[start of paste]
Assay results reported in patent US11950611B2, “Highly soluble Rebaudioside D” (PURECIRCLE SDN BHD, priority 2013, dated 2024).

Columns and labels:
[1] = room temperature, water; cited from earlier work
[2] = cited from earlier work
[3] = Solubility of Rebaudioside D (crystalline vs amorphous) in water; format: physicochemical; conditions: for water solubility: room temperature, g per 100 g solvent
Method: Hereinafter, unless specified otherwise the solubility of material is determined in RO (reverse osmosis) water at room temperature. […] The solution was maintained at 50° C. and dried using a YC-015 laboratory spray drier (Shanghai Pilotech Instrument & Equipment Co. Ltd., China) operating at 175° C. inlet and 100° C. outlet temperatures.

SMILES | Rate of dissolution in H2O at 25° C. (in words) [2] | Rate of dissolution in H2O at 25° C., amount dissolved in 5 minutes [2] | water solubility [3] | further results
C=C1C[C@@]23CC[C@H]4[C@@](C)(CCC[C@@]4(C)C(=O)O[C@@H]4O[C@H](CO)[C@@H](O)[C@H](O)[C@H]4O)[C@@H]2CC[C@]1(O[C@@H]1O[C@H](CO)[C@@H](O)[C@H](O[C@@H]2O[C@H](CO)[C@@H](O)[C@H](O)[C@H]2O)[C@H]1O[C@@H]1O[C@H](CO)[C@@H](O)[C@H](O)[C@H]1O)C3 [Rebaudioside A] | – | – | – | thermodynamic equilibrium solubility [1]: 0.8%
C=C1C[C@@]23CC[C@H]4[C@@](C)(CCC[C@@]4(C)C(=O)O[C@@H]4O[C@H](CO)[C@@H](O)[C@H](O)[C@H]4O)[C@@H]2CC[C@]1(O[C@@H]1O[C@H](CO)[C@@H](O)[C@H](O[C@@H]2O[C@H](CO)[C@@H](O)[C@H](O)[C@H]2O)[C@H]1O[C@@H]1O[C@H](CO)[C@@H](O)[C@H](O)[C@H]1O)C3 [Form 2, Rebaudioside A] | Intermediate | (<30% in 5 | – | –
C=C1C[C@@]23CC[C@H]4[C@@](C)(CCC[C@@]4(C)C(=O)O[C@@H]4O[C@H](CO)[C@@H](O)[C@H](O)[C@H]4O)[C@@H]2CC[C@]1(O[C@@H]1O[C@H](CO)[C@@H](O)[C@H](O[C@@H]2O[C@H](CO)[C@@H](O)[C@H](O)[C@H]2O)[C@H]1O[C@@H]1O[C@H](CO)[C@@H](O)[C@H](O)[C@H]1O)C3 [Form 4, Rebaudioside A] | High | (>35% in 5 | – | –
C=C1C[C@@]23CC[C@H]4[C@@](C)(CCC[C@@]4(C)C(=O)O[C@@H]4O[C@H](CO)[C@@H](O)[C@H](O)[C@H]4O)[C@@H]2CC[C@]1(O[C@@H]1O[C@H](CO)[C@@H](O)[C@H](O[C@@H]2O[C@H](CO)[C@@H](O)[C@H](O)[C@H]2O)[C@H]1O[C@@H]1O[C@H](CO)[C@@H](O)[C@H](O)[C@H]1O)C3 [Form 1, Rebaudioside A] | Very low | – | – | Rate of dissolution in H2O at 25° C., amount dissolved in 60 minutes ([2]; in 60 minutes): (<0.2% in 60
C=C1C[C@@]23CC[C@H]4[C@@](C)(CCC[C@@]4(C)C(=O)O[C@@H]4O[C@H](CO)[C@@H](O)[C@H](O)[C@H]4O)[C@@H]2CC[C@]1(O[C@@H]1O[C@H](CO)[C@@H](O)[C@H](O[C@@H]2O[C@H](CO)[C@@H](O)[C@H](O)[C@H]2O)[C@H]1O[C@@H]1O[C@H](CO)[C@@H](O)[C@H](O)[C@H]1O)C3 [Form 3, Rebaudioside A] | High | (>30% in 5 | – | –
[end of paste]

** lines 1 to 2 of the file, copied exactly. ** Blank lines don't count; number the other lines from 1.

Assay results reported in patent US11950611B2, “Highly soluble Rebaudioside D” (PURECIRCLE SDN BHD, priority 2013, dated 2024).

Columns and labels: